Society for Medical Anthropology
Oral Presentation Session
Christopher Simpson (Vanderbilt University Medical Center)
Courtney VanHouten (IBM)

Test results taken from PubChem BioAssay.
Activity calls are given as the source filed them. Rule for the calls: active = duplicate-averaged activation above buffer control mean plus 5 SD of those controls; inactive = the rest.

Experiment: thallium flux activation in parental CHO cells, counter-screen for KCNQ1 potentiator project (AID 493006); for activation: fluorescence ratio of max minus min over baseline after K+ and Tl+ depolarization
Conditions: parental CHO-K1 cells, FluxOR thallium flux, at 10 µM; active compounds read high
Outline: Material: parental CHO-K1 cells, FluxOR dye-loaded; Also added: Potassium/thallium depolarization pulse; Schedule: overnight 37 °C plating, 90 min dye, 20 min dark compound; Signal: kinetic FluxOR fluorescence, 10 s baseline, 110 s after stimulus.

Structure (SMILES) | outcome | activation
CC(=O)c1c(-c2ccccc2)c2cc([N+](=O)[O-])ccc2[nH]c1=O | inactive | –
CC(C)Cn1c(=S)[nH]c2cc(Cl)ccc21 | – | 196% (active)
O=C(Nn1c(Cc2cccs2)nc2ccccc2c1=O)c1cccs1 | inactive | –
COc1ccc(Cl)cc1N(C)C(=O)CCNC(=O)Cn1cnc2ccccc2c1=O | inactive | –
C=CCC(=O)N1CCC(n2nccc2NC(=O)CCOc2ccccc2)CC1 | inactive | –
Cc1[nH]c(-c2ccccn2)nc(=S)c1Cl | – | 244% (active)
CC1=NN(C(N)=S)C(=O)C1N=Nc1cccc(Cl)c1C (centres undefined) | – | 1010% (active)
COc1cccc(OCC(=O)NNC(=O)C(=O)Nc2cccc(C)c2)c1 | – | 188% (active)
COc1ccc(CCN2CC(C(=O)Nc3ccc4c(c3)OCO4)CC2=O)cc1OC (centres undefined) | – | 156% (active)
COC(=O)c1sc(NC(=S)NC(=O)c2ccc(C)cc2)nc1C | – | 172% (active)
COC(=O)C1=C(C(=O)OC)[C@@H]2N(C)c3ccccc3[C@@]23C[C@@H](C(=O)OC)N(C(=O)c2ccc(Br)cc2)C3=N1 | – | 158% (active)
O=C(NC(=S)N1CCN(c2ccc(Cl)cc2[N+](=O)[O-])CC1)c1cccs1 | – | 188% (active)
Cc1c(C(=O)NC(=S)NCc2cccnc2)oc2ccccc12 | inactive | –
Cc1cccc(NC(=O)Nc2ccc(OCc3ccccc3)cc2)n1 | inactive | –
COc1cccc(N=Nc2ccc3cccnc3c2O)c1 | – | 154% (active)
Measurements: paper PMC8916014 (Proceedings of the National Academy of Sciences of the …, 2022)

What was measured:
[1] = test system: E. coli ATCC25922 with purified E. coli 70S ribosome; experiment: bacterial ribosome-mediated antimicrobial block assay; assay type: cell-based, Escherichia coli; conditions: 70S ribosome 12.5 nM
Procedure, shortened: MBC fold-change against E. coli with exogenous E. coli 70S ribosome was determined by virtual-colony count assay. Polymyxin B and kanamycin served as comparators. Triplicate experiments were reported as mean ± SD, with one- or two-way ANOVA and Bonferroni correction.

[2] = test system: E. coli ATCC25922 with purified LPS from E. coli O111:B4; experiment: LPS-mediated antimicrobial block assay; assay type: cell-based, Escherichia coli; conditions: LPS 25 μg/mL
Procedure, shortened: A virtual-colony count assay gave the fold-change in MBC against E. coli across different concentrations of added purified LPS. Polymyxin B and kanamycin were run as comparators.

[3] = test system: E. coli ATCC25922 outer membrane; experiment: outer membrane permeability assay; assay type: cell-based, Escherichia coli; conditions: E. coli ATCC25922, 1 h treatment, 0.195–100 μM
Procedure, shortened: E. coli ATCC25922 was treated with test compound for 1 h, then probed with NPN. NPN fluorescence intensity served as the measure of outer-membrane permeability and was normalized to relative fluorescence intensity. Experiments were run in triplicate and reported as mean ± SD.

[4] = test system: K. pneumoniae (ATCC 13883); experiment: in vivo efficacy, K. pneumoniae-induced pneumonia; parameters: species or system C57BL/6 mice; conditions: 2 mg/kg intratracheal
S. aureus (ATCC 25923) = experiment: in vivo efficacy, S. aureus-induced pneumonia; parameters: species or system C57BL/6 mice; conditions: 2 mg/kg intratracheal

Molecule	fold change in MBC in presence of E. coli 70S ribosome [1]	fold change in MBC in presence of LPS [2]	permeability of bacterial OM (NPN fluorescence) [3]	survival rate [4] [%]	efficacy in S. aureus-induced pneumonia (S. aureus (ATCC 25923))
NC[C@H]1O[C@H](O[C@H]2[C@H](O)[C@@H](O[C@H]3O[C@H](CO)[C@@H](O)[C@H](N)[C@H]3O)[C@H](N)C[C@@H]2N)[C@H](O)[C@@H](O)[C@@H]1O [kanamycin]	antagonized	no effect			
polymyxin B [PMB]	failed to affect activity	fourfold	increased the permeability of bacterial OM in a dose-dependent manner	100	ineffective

Research has shown that adherence to recommended therapy and self-care practices improves clinical outcomes in diabetes, yet adherence remains a challenge for patients. With a few exceptions, much of the research on adherence to therapy is focused on knowledge (e.g. health literacy and numeracy), skills (e.g. problem-solving), and other individual patient competencies. An emerging science of “patient work” complements existing adherence research by using established frameworks and methods for studying activities of workers (i.e. in business/industrial settings) to study the work of patients and caregivers, and how that work is organized and made reliable. Patient work is a construct that can accommodate research from a variety of disciplinary perspectives, including anthropology. We oriented our ethnographic study around the relationship between structure and practice, as characterized in organizational routines theory. We focused on the illness-related practices of 50 people with insulin-dependent diabetes, and our primary research questions were: 1) How are diabetes self-care routines aligned with other activities in everyday life? 2) What is the relationship between strongly aligned routines and diabetes self-care success? We identified artifacts, actors, spaces, and temporal structures serving as “microstructures” that structured the everyday practices of participants. We found that well-structured routines (i.e. microstructures that reliably supported self-care activities) were significantly related to better self-care outcomes as measured by the hemoglobin A1c test. We will discuss the use of routines theory in understanding diabetes self-care and reflect on the ethics and scalability of robust clinical engagement with patients to improve the structuring of everyday self-care practices.